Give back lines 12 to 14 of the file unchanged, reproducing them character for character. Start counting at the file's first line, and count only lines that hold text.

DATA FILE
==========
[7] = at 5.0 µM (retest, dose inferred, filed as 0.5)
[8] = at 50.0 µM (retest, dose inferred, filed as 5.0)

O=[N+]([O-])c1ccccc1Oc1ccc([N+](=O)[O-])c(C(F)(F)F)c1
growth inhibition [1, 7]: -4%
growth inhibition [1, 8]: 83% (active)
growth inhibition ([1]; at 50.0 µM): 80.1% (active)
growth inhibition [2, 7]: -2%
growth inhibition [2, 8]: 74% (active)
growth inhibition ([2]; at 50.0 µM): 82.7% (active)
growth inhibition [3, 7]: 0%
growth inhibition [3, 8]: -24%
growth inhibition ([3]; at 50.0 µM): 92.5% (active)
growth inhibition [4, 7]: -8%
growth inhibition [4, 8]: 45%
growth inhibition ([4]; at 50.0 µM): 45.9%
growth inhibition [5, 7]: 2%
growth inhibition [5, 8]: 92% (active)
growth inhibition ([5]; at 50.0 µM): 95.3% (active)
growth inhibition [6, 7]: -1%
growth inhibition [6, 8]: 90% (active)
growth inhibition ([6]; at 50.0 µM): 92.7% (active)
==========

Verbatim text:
growth inhibition ([3]; at 50.0 µM): 92.5% (active)
growth inhibition [4, 7]: -8%
growth inhibition [4, 8]: 45%